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Survival Kit for Financial Crime

Summary of the Deloitte event 8.3.2017

We held a breakfast seminar at Deloitte in Helsinki on 8 March, 2017 on the theme of Financial Crime. The subject raised a lot of interest among the financial sector professionals, as both new legislation and the resourcefulness of criminals are setting ever evolving challenges for operators to try to keep up with. Below you can see the key messages of our eminent speakers.

Our dilemma is how to keep the bad guys out and at the same time ensure a smooth and swift customer journey.

Sharon Campbell explained that Nordea takes financial crime very seriously and sees its proper management to be not only a matter of regulation but a big responsibility invested in them by clients. "It's the right thing to do."

Challenges lie in how to how to improve FinCrime management simultaneously with improving the customer experience. To add to the palette, Nordea is aiming to put global frameworks in place, as according to Sharon, no bank is actually local, every bank is global. However, local laws and regulations make it difficult to cover all the regulation in each country. Sharon explained that they didn't anticipate the complexity of their organisation and are actually implementing already their third financial crime risk management control system.

Sharon says that FinCrime should be kept in mind all the time when developing new IT platforms and systems, sadly this is rarely the case. "But in the end, it's actually not about changing systems or processes, it’s about changing the mindset and culture of the company. People won't follow processes if they don't know why they are set. This is the challenge."

Sharon Campbell, Global Head of Financial Crime Compliance, Nordea Bank AB

Crime stems for example from a sociological problem, where we create a great vision for people of a certain life but which we cannot deliver. When people want it, but they have no ways to get it, they will might turn to criminal means.

Dr. James Dillon led the participants to a more philosophical discussion and mind path. He started out with a short historical survey and questions around how it is nearly impossible to measure how we have been able to defend ourselves against financial crime since the legislation brought to force in 1989. He pointed out that unfortunately some institutions have actually failed in fulfilling even the most basic of duties: identifying the customers and verifying them by independent sources.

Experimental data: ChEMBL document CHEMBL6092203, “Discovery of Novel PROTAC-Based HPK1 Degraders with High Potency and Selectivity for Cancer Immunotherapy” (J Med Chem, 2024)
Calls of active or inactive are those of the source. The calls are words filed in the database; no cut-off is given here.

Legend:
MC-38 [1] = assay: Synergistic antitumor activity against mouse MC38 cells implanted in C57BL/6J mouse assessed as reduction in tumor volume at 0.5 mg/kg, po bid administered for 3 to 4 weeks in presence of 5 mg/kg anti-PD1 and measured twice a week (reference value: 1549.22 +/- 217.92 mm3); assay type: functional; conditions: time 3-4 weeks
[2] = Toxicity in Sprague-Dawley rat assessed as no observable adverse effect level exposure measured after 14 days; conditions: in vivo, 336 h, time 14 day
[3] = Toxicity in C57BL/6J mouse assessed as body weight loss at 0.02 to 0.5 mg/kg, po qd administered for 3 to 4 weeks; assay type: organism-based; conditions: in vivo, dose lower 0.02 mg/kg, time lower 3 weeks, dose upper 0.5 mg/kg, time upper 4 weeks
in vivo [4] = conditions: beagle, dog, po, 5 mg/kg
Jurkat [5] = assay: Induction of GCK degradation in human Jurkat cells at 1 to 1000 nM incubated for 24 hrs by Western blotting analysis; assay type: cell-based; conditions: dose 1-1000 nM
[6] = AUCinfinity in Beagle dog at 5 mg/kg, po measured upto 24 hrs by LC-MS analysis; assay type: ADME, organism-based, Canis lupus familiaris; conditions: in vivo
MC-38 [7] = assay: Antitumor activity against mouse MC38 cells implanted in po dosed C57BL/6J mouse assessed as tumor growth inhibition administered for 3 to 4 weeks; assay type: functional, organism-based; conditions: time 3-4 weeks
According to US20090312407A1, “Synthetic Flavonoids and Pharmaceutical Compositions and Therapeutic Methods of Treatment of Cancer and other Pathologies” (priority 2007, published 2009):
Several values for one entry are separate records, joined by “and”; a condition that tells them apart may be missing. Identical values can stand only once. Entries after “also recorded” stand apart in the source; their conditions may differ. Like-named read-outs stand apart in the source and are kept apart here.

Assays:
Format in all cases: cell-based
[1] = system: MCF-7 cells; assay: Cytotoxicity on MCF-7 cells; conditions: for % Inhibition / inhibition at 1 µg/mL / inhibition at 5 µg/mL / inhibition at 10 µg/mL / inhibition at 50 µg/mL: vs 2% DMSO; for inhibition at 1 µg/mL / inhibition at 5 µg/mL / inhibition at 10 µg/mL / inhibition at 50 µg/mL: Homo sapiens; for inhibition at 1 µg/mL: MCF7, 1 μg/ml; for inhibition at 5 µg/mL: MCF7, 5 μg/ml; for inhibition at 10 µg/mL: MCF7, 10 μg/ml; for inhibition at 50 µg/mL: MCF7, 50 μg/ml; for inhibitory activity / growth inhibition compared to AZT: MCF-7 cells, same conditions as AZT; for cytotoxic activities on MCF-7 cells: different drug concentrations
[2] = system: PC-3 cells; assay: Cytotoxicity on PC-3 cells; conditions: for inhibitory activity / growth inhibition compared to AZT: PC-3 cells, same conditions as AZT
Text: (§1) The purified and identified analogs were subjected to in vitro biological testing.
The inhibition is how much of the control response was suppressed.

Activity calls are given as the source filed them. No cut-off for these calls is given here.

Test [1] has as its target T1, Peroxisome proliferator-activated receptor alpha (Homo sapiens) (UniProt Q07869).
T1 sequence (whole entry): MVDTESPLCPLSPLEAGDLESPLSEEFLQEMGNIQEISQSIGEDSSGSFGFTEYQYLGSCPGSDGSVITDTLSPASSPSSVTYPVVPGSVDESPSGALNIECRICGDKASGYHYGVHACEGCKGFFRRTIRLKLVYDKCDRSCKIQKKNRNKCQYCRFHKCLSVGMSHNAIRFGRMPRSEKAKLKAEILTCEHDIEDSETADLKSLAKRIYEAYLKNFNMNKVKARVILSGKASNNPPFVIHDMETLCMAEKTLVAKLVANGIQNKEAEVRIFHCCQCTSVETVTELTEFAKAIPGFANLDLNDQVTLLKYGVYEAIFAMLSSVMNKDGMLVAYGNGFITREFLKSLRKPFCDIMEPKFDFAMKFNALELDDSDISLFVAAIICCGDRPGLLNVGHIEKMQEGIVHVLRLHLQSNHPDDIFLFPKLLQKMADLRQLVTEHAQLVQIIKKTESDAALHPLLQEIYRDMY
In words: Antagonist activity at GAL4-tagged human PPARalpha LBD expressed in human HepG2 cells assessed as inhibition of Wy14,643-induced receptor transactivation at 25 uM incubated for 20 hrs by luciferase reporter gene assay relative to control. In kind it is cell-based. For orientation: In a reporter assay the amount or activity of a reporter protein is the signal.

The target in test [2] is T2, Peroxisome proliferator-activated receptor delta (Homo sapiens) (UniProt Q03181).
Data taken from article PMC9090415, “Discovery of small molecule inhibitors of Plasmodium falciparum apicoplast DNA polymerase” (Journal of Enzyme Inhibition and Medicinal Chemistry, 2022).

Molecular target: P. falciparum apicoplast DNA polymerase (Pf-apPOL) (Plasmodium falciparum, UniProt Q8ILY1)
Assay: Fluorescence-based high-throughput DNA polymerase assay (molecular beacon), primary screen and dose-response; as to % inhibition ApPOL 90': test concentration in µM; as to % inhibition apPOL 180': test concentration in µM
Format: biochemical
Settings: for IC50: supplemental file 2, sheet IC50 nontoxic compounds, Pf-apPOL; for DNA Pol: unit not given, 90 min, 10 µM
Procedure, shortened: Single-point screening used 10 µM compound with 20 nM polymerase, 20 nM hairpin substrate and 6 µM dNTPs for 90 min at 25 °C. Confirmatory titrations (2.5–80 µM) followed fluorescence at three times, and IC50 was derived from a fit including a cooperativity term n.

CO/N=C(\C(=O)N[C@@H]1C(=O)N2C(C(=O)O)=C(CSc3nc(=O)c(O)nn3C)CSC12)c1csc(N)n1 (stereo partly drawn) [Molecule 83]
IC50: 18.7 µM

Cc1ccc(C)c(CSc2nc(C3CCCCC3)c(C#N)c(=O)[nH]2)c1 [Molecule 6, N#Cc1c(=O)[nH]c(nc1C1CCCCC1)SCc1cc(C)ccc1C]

According to James, non-linearity has crept into our society and also into financial crime. He points out, that this non-linearity should be respected by the government, industries and advisors in the market and they should adopt the fact that predictions are useless in the environment.

"The Brits have tried everything and they know what does not work. This means that any human being can rethink the fight against financial crime - their ideas are potentially as effective or ineffective as anybody else's."

James also asked the audience to not settle in talking about risks, but shift the discussion to the threats that are behind the risks. "The threat environment changes daily. How can you quantify this daily threat and make controls to mitigate that threat?"

He ended by explaining that the interest should be in the criminals' intentions and capabilities. "We should be interested in the services we give them and if they will misuse them. Customer Due Diligence is a part of the franchise that enables us to understand predicted behavior versus actual behavior."

Dr James Dillon, Partner in Risk Advisory, Specialized in Financial Crime, Deloitte UK

How do we get through the barrier of offshore companies and legal structures and find the ultimate beneficiary?

The Finnish Financial Intelligence Unit is the sole responsible authority for analysing and clearing as well as disseminating information contained in suspicious transaction reports in Finland. Pekka Vasara went though some of the changes the 4th Money Laundering Directive will bring to Finnish operators.

He asked the question on how to actually know you can trust your client. The Directive recommends that this is done by a holistic risk based approach. At the same time Vasara admits that it’s hard for global players and financial institutions to have the same approach for different jurisdictions, clients and products.

Pekka also pondered the major and broader role supervisory and sanctions have in the new legislation. "Do we have enough resources to go through the sanction regime?"

He concluded by bringing up the discussion going on in Finland on whether the Politically Exposed Persons’ (PEP) process should effect the insurance business as a whole. According to Pekka, if companies follow the legislation as it is now, they have the possibility to evaluate this risk and decide which areas could have the lower risk approach. "During the first risk evaluation round the insurance branch evaluated that there is a risk in non-life, volunteer insurance business, such as car and property insurances. There have of course not been many cases, but there are international examples of small scale criminality involved. Thus I would say that it is too early to rule these out completely."

Pekka Vasara, Head of Finnish Financial Intelligence Unit

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